Yuso is a puzzle game originally released on other platforms. It looks cute and easy at first, but does get pretty tricky. There’s something about it that reminds me of another game, but I can’t quite place it. Basically, you have these little colored faces and you need to clear all of them. You can only tap on one if there are others of the same color next to it. And then any surrounding faces that match its color will go poof! You can also change the color of other faces by exploding into them. New mechanics are added gradually to keep things interesting, but it’s a very relaxed game even when it gets tricky. There’s also an undo button, so if you mess up, you don’t have to start from scratch. You can also skip levels if you’re stuck on one. I really appreciate these user-friendly options. The only things really lacking for me are iCloud sync and portrait mode. A straight puzzle game like this seems like it would work so well as a one-handed game and I think I’d be much more likely to stick with it then. But it’s still a solid puzzler if you’re looking for one. There’s no nonsense and it has a very clean interface. You can watch some of my gameplay below to see what it’s like, because I don’t think I did it much justice describing it.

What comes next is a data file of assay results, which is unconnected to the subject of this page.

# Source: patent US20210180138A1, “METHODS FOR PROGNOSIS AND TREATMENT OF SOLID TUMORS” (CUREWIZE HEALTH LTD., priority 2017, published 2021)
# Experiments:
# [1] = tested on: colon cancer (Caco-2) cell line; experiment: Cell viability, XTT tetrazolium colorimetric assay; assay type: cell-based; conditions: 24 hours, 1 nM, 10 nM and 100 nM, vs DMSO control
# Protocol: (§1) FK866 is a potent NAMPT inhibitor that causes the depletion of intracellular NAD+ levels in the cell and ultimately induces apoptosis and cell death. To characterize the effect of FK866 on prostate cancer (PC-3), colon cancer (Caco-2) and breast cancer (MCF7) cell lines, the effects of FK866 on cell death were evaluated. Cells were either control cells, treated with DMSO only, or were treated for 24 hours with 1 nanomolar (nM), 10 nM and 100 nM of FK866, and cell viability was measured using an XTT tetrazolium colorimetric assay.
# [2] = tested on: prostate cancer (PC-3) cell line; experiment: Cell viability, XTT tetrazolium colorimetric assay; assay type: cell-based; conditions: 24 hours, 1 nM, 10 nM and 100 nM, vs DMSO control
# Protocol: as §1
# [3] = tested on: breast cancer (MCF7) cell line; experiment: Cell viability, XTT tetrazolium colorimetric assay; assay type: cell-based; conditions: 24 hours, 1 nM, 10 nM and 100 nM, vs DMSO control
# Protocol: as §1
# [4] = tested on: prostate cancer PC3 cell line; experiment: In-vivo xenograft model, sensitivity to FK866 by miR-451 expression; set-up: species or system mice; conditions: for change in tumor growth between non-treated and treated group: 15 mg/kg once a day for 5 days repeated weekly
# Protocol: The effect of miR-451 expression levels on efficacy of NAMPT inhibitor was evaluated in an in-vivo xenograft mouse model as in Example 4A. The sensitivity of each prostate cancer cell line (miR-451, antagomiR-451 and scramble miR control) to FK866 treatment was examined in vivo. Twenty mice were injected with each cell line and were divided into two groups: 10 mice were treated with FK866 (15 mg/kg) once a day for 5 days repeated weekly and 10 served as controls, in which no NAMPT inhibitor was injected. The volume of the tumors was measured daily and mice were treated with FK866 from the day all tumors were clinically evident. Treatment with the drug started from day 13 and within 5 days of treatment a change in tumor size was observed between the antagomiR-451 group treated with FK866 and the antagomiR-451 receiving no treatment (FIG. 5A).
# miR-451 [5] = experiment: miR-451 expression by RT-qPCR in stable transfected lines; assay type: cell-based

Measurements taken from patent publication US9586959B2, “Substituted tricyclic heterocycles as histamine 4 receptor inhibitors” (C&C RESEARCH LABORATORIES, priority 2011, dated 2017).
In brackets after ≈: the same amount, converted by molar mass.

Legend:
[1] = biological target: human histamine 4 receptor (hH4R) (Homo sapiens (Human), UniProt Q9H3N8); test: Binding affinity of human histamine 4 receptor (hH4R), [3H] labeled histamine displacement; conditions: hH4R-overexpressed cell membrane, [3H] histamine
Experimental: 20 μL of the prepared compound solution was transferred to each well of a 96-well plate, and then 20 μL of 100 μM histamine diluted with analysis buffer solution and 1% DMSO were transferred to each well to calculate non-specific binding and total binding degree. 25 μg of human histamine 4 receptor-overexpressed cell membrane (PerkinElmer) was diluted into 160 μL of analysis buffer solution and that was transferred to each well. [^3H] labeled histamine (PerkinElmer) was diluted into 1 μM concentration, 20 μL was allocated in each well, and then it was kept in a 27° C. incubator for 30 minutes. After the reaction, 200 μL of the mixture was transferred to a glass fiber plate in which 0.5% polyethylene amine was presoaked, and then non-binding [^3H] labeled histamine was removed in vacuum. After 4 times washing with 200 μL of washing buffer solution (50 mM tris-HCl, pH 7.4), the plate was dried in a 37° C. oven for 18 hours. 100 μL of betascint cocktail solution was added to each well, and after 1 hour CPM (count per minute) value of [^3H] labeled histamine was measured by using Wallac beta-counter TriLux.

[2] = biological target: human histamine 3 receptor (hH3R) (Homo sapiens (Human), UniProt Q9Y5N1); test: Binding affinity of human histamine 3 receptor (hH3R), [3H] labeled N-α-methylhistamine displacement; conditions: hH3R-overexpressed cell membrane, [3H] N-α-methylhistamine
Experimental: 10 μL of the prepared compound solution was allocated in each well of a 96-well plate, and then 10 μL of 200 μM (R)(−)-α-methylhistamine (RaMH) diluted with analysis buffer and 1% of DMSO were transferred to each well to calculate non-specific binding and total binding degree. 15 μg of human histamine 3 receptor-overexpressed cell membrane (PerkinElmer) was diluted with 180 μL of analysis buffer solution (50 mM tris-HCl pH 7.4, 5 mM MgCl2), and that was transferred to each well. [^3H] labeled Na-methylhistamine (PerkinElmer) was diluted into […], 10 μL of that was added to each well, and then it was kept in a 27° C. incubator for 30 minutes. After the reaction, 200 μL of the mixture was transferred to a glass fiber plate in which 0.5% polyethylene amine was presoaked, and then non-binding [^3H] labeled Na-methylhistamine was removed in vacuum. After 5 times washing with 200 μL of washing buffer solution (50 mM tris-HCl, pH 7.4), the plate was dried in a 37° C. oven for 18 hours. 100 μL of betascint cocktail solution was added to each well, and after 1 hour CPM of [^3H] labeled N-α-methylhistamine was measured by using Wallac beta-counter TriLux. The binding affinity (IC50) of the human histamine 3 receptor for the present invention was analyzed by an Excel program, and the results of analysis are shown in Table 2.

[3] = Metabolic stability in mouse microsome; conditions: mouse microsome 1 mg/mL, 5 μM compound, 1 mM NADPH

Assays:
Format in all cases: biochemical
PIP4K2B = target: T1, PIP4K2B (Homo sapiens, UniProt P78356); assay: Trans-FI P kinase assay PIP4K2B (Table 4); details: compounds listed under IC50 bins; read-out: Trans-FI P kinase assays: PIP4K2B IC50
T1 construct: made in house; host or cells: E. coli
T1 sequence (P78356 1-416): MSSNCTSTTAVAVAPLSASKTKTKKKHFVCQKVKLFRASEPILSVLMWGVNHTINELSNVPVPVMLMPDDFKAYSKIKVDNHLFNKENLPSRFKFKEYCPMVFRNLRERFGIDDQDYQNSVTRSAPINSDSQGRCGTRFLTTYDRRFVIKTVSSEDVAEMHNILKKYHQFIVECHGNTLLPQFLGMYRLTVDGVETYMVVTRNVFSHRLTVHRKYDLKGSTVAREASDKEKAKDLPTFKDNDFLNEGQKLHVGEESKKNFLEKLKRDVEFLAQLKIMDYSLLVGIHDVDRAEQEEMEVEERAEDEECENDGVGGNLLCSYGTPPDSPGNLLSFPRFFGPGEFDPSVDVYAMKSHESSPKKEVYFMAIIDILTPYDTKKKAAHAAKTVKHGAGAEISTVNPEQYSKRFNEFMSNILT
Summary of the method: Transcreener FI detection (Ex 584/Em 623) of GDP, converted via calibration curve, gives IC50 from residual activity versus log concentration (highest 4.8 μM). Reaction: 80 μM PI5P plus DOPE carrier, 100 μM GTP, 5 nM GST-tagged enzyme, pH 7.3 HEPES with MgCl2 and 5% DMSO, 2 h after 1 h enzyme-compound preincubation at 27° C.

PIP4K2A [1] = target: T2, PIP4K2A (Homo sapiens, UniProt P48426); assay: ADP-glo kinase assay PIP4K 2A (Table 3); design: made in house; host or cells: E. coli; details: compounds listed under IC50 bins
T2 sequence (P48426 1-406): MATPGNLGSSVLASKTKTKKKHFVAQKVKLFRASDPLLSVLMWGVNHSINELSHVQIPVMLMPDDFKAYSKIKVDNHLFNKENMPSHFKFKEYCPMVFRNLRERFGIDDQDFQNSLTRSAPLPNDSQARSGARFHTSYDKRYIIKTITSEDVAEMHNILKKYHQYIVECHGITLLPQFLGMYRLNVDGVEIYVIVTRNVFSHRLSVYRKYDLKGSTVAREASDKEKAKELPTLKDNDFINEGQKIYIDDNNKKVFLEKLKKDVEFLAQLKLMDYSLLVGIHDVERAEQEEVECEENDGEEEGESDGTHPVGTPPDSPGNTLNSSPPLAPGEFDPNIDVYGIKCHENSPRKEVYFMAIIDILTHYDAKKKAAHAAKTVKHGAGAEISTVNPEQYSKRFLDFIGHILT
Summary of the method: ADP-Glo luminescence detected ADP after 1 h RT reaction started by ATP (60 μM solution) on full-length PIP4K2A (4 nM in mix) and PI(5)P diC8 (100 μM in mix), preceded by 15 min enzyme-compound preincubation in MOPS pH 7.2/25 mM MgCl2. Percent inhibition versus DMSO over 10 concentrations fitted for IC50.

Today was the tenth anniversary of the iOS App Store and a lot of developers had sales to celebrate. But one developer decided to take this opportunity to release a sequel to his game that came out on the very first day of the App Store. My first iPhone was the 4, so I had never heard of the game before, but it’s called Trism. I looked up some video of it on YouTube and it looked like a match-three with unique mechanics, so I decided to grab the sequel instead of the original. I figured it would probably be similar but improved upon. I was wrong. Trism II is basically Candy Crush without the in-app-purchases. I read that it was initially meant to be free-to-play and, while I commend the developer for not taking that easier route, it stills feels like a F2P game to me. The mechanics are also very same-y if you’ve played basically any other match-three. The idea of walking around the map like it’s an RPG seems cool, but the story is so kiddy-oriented that I found it hard to enjoy. Anyway, you can decide for yourself if it looks like your thing by reading my initial impressions here and watching my gameplay video.